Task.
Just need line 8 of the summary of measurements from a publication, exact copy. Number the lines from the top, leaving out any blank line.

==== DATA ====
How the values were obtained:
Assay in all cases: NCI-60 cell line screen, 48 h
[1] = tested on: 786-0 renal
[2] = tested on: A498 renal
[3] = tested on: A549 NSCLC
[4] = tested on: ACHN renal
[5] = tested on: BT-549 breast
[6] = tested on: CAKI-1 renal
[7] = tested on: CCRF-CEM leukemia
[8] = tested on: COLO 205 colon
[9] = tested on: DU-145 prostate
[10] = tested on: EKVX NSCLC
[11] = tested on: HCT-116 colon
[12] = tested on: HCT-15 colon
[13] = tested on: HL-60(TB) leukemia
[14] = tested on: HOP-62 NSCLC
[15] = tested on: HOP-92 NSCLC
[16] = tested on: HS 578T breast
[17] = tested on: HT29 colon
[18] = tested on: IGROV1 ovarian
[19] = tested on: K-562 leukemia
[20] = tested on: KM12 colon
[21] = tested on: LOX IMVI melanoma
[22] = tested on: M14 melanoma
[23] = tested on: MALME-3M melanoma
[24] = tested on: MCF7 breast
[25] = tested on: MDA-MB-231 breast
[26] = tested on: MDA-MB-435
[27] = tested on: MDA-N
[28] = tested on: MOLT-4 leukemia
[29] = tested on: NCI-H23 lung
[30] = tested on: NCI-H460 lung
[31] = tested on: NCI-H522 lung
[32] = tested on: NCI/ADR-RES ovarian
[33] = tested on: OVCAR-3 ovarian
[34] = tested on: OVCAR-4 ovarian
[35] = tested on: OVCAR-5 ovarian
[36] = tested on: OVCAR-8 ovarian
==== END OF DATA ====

[6] = tested on: CAKI-1 renal